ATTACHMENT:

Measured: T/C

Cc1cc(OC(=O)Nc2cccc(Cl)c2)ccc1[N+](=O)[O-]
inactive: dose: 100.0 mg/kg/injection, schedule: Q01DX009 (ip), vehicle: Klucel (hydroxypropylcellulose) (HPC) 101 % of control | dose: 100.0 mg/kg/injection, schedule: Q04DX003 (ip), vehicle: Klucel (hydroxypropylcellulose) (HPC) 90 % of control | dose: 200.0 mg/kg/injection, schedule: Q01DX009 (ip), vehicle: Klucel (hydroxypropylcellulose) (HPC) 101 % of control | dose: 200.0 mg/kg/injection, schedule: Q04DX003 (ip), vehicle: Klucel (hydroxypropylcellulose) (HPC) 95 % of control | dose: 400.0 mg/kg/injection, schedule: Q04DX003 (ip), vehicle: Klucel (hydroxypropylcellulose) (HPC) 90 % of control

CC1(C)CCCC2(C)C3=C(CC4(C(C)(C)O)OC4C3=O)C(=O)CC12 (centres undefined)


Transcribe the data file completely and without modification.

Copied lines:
Measured: T/C

Cc1cc(OC(=O)Nc2cccc(Cl)c2)ccc1[N+](=O)[O-]
inactive: dose: 100.0 mg/kg/injection, schedule: Q01DX009 (ip), vehicle: Klucel (hydroxypropylcellulose) (HPC) 101 % of control | dose: 100.0 mg/kg/injection, schedule: Q04DX003 (ip), vehicle: Klucel (hydroxypropylcellulose) (HPC) 90 % of control | dose: 200.0 mg/kg/injection, schedule: Q01DX009 (ip), vehicle: Klucel (hydroxypropylcellulose) (HPC) 101 % of control | dose: 200.0 mg/kg/injection, schedule: Q04DX003 (ip), vehicle: Klucel (hydroxypropylcellulose) (HPC) 95 % of control | dose: 400.0 mg/kg/injection, schedule: Q04DX003 (ip), vehicle: Klucel (hydroxypropylcellulose) (HPC) 90 % of control

CC1(C)CCCC2(C)C3=C(CC4(C(C)(C)O)OC4C3=O)C(=O)CC12 (centres undefined)